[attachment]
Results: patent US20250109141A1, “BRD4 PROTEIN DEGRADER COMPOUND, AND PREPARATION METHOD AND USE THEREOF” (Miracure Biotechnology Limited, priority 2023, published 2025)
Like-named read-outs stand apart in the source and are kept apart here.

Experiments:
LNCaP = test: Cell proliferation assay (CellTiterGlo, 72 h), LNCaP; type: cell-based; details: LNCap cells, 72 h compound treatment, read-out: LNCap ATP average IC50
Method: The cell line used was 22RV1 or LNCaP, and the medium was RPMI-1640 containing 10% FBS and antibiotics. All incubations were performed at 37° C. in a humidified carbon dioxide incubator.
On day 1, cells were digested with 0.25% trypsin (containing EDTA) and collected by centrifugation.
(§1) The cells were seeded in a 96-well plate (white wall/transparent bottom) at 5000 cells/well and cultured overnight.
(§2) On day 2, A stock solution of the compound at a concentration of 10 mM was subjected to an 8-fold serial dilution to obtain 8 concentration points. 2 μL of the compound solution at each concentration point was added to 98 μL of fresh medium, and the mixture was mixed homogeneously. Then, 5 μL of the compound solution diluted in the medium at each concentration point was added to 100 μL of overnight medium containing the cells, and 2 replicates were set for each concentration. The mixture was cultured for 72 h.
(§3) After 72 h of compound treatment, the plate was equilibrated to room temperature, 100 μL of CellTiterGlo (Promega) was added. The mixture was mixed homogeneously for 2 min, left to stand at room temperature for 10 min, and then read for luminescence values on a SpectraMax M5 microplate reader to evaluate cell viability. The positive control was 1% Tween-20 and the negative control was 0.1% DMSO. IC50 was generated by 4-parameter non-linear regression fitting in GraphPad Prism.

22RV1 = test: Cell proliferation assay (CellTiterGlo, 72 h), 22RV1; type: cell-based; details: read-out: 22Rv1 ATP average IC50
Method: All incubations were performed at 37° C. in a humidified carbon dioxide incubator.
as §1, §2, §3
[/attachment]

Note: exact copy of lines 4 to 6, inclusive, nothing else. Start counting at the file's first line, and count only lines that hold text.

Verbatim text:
LNCaP = test: Cell proliferation assay (CellTiterGlo, 72 h), LNCaP; type: cell-based; details: LNCap cells, 72 h compound treatment, read-out: LNCap ATP average IC50
Method: The cell line used was 22RV1 or LNCaP, and the medium was RPMI-1640 containing 10% FBS and antibiotics. All incubations were performed at 37° C. in a humidified carbon dioxide incubator.
On day 1, cells were digested with 0.25% trypsin (containing EDTA) and collected by centrifugation.